Appellee, on the contrary, in support of the conclusion of the trial court that the act in question is unconstitutional and void, contends that the power to initiate, frame and submit to the people fundamental law is not legislative power in the sense in which the General Assembly is vested with legislative power by that provision. But the making of fundamental law, being essentially different from ordinary legislation, the power of the General Assembly in relation to it is measured by the special and limited grant of power to it, made by article 16 of the present Constitution to initiate, frame and submit amendments in the mode and manner therein provided; and that this, by necessary implication, withholds the right of the broader and more comprehensive exercise of the power so to participate in fundamental legislation involved in initiating, preparing and submitting a new Constitution. Appellee also contends that the draft embodied in Chapter 118 is not that of a new Constitution, but that it is in substance, truth and fact merely proposed amendments of the existing Constitution, and that therefore it cannot be lawfully submitted to the people for their action, because of noncompliance with the requirements of article 16.

In that remote and despotic period, when the sovereign king chartered rights and liberties to his subjects--the people--all governmental powers were assumed to be his by divine right. In him were combined the legislative, executive and judicial powers of government. He was the lawgiver, interpreter and enforcer. When the powers were executed by agents, the agents were his, and responsible to him alone. On this continent we came to the time when the people, by revolution, took to themselves sovereignty, and in exercising supreme political power chartered governments by written constitutions. These organic instruments declared and guaranteed the rights and liberties of the individual, which had come to the people through centuries of struggle against absolutism in government. The majority was to rule, but under restraints and limitations which preserved to the minority its rights. "By the constitution which they establish, they not only tie up the hands of their official agencies, but their own hands as well; and neither the officers of the State, nor the whole people as an aggregate body, are at liberty to take action in opposition to this fundamental law." Cooley, Const. Lim. (7th ed.) 56. The government so instituted was representative of the creator of it--the people. The agencies and agents for administering it were the people's agents. For greater surety of the maintenance of rights and liberties, and against encroachment and abuse of power, the governmental power inhering in the people was divided, and the three elements of it--the executive, legislative and judicial authority--in so far only as the people deemed it wise, and were willing to surrender or delegate power to agents, were delegated for exercise in the matter of carrying out the details of the purpose of government to three separate and distinct departments or agencies, independent of each other except to the extent that the action of one was made to constitute a restraint to keep the others within proper bounds, and to prevent hasty and improvident action.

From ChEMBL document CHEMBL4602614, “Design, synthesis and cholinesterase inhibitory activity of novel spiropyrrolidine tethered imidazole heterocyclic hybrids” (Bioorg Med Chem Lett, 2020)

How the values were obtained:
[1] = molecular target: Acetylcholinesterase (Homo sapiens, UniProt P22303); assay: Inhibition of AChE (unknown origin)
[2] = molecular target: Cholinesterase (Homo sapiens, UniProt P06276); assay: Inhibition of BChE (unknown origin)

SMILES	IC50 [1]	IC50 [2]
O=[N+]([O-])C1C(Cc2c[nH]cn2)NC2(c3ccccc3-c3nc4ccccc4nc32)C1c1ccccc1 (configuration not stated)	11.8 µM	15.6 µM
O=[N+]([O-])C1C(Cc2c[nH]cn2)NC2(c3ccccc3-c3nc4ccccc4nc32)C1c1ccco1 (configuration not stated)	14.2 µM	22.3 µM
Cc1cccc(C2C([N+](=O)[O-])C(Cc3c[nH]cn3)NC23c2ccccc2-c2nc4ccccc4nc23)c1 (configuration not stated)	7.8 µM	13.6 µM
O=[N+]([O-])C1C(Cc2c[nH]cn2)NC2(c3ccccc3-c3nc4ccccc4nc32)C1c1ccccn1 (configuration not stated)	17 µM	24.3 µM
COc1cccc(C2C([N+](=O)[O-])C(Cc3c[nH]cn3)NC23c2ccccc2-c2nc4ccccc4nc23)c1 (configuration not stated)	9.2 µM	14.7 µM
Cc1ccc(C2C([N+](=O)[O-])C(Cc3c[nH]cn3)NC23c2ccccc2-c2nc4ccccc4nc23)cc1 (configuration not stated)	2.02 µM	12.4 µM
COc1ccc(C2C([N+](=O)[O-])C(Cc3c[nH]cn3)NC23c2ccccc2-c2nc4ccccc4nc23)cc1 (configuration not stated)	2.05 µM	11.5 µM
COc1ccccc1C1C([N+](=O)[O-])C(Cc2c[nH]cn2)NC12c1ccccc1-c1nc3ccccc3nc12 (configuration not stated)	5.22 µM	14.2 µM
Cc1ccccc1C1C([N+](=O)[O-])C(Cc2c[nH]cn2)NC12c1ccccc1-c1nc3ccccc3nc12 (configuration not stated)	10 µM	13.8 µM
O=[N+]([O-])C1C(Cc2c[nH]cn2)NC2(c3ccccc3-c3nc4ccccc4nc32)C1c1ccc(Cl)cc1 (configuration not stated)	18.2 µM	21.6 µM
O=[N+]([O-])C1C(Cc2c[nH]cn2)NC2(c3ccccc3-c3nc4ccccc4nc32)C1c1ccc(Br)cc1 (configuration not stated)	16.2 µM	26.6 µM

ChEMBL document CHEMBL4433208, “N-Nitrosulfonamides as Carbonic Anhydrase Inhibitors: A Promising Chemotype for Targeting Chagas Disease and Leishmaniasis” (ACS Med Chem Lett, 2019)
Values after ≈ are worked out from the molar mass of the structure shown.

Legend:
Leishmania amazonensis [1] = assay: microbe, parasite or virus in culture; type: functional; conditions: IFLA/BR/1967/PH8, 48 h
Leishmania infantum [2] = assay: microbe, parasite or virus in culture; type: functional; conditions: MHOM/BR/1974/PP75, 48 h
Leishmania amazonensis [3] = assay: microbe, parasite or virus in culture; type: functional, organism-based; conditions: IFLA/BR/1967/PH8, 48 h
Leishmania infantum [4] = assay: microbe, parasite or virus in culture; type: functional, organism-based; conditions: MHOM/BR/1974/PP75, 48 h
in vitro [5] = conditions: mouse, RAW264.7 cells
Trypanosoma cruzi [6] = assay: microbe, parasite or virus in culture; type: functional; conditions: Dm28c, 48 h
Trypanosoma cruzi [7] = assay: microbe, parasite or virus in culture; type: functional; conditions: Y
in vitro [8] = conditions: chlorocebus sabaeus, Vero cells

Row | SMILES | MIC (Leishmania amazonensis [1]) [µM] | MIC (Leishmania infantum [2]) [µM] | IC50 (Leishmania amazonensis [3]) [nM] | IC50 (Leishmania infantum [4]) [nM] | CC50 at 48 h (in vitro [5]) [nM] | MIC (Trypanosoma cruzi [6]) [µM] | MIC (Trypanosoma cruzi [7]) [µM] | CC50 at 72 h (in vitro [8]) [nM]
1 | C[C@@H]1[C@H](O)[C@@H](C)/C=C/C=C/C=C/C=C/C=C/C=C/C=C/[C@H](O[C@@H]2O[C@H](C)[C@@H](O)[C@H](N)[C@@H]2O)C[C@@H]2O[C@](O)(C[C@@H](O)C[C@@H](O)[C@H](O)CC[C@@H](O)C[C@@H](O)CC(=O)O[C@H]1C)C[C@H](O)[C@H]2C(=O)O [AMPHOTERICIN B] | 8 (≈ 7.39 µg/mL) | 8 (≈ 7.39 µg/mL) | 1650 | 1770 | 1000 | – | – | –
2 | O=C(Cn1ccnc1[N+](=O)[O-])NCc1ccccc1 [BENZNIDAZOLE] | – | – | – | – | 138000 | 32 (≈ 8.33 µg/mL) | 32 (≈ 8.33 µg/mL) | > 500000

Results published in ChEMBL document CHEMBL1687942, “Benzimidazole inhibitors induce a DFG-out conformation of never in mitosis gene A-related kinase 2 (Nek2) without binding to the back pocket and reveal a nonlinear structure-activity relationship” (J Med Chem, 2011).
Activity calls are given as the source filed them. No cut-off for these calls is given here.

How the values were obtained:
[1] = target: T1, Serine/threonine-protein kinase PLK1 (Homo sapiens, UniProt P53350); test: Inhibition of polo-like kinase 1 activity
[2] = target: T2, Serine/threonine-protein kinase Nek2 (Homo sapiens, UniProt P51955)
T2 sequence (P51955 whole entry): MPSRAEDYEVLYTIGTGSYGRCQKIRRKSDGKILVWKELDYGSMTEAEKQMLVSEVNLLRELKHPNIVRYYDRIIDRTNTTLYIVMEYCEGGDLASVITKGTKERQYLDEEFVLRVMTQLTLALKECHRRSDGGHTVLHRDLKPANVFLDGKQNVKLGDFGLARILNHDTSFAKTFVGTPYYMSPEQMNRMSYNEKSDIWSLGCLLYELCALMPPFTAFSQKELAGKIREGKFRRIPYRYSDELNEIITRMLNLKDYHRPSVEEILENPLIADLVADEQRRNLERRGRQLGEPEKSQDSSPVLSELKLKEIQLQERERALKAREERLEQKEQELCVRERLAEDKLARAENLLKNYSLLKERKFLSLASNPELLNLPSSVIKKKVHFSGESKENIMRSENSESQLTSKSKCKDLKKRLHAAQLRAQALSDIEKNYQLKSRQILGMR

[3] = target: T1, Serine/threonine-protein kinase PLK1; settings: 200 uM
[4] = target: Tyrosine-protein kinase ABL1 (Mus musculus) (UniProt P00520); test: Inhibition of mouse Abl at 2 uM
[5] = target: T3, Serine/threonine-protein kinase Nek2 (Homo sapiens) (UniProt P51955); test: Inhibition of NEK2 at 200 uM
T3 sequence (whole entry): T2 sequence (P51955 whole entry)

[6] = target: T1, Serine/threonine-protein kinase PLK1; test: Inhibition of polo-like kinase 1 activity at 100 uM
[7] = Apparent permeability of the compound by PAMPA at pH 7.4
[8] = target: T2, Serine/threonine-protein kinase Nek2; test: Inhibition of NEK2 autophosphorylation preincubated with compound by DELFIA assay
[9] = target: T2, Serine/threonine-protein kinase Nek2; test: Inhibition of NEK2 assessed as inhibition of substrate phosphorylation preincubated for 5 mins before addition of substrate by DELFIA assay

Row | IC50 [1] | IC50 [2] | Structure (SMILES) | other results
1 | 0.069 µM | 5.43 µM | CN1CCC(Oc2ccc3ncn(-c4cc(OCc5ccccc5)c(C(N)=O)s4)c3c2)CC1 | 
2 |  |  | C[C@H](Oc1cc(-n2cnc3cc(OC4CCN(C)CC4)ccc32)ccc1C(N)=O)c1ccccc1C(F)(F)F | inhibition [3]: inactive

Under such a Constitution the General Assembly of our State is clothed with legislative authority in the words of article 4, § 1, quoted above. That the General Assembly is supreme and sovereign in the exercise of the lawmaking power thus conferred upon it, subject only to such limitations as are imposed, expressly or by clear implication, by the State Constitution and the restraints of the Federal Constitution, and the laws and treaties passed and made pursuant to it, has been uniformly declared by an unbroken line of decisions of this court from the beginning of the judicial history of the State to the present time. But this general grant of authority to exercise the legislative element of sovereign power has never been considered to include authority over fundamental legislation. It has always been declared to vest in the legislative department authority to make, alter and repeal laws, as rules of civil conduct pursuant to the Constitution made and ordained by the people themselves and to carry out the details of the government so instituted.

"The legislative power we understand to be the authority, under the Constitution, to make laws, and to alter and repeal them. Laws, in the sense in which the word is here employed, are rules of civil conduct, or statutes, which the legislative will has prescribed." Cooley, Const. Lim. (7th ed.) 131.

The legislative power which the general grant in our Constitution bestows upon the General Assembly, this court has held to be the power to make, alter and repeal laws. State, ex rel., v. Denny (1889), 118 Ind. 382, 387, 21 N.E. 252, 4 L. R. A. 79; City of...

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2 cases
  • Ellingham v. Dye
    • United States
    • Indiana Supreme Court
    • July 5, 1912
  • State ex rel. Pennsylvania R. Co. v. Iroquois Conservancy Dist. Court of Ind.
    • United States
    • Indiana Supreme Court
    • April 20, 1956
    ... ... 228, 229. This rule of construction was followed in Morris v. Powell, 1890, 125 Ind. 281, 292, 25 N.E. 221, 9 L.R.A. 326; Denney v. State ex rel. Basler, 1896, 144 Ind. 503, 512, 42 N.E. 929, 31 L.R.A. 726; Gougar v. Timberlake, 1897, 148 Ind. 38, 48, 46 N.E. 339, 37 L.R.A. 644; Ellingham v. Dye, 1912, 178 Ind. 336, 374, 99 N.E. 1, 29; Board of Election Commissioners v. Knight, 1917, 187 Ind. 108, 114, 115, 117 N.E. 565, 567, 650; Robinson v. Moser, 1931, 203 Ind. 66, 179 N.E. 270; State v. Dearth, 1929, 201 Ind. 1, 12, 164 N.E. 486 ...         If we are to hold the ... ...